However, even if your set of symptoms isn’t too severe, if it begins having a noticeable impact on how you eat or drink things, you should talk to a doctor and see what you can do in your particular case.
There are several different causes and potential factors of diffuse esophageal spasms. One of these is disruption or damage to the nerves which coordinate the muscle movement in the esophagus.
This can lead to achalasia in some cases, where it prevents the esophagus from pushing food into your stomach. This could be caused by an abnormal immune response in some people.
Achalasia symptoms has many of the same symptoms as an esophageal spasm in addition to weight loss. This can be treated with a very minimally invasive surgery or therapy.
The increased release of acetylcholine, the chemical nerve cells release to other cells – could potentially be a factor as well, although right now there doesn’t seem to be any reason why this would start happening.
Gastric reflux or a primary nerve disorder have also been theorized for being a factor as to why these spams happen. For now, they are still theories.
Having difficulties swallowing any liquid or food tends to suggest a neuromuscular disorder while difficulties swallowing food tends to come from a structural issue within your esophagus.
And, surprisingly, difficulties swallowing can be made worse by consuming very hot or very cold products, hearing lots of loud noises, or being stressed.
I mentioned earlier how risky these spasms can be. However, while there are already risks for having difficulties swallowing, many of the risk factors I’m listing emerge from the potential issues with treatments. Many of these problems are based on the type or therapy and treatment used.
For just a quick look at potential risks, there is a risk of:
- Getting a hole in your esophagus when it has been dilated; this could lead to surgery to have the hole closed again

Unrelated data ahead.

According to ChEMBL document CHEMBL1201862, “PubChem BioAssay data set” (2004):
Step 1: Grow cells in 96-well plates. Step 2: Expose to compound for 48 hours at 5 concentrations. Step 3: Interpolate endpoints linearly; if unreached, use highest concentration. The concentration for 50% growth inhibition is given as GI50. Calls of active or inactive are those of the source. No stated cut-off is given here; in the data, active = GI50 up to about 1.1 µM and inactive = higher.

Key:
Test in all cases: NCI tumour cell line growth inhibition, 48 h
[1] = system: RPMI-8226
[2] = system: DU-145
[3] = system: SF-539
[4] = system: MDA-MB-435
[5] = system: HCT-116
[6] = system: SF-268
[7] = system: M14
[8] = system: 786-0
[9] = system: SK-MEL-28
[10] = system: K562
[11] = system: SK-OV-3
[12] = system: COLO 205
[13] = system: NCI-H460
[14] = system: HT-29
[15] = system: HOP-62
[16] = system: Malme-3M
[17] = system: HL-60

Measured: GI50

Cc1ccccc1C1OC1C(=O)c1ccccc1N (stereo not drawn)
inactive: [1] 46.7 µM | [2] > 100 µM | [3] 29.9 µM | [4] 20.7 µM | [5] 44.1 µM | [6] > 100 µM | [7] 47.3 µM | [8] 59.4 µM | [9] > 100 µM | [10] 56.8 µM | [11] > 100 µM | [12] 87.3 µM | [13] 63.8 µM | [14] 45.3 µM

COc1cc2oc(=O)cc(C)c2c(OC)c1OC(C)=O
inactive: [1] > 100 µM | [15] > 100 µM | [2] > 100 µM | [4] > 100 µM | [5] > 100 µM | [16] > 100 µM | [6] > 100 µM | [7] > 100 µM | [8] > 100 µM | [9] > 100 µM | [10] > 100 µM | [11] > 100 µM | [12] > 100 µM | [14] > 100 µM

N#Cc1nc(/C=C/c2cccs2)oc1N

- Damage to a stomach nerve may occur in certain treatments
- Infection (as with every surgical procedure)
Keep in mind that these have only a chance of happening, and only with particular treatments. Your doctor should discuss the possibilities of each treatment so you can decide if it is something you want to do or not.
There are a few different treatment options available to you, some of which are a bit unexpected.
The first one I’ll mention is Botox. That’s right, you can get Botox injected to help out with your spasms.
This helps because it will be injected into the muscle that is causing the problem and it will prevent the nerves from releasing the chemical that will make the muscle contract. This may need to be done again over time to ensure it stays that way.
Sometimes, muscle relaxants help those experiencing diffuse esophageal spasms because it will stop the muscles from contracting at the wrong times.
It’s been said that a little bit of peppermint oil mixed with water that you drink helps make the muscles in your throat contract normally again. However, this may not work for many people or be recommended by your doctor.
If none of the other treatment options work – which there are definitely more that your doctor is likely to offer you – then surgery is likely going to be the next option.
Due to how severe this condition is and how it can impact your health, it is better to get it taken care of and fixed as quickly as possible.
Now you have learned a lot more information about diffuse esophageal spasms. Hopefully this information will help you later down the line, particularly if you or someone around you begins experiencing similar symptoms or notes that they have difficulty swallowing their food.
While it may not be very severe in most cases, if you think it is a condition you may have, you should contact your doctor about it and see if you can get a test done – if they agree that you may have it, that is.
This is important to do because it can help you avoid particular types of food and drink that make it difficult for you to swallow or enjoy your food.
There’s nothing worse than going to a nice restaurant with your family and friends only to not be able to eat and you end up being in pain over it.
Make sure to list your symptoms and monitor what you eat more often if you think this is the problem. It could just be you need to eat smaller bites or that you are having indigestion issues.
In any case, you now have more knowledge than before and can be pretty prepared for any issues with esophageal spasms that may come your way.